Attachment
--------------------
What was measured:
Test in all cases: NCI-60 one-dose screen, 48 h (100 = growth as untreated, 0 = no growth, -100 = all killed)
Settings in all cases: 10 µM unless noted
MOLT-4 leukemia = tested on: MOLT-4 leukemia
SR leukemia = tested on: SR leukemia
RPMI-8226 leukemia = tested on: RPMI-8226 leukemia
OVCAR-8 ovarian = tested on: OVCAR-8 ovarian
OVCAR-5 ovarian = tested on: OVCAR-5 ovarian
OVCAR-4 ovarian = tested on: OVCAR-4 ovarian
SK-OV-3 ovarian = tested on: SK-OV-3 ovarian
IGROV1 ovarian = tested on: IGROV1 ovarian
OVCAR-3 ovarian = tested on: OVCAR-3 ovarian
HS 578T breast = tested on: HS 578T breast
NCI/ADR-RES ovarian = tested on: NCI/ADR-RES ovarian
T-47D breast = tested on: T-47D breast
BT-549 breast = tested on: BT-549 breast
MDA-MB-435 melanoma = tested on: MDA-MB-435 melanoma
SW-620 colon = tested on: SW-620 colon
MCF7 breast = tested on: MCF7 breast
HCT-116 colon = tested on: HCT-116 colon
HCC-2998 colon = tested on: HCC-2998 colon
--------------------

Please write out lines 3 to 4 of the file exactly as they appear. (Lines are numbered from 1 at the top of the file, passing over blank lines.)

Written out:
Settings in all cases: 10 µM unless noted
MOLT-4 leukemia = tested on: MOLT-4 leukemia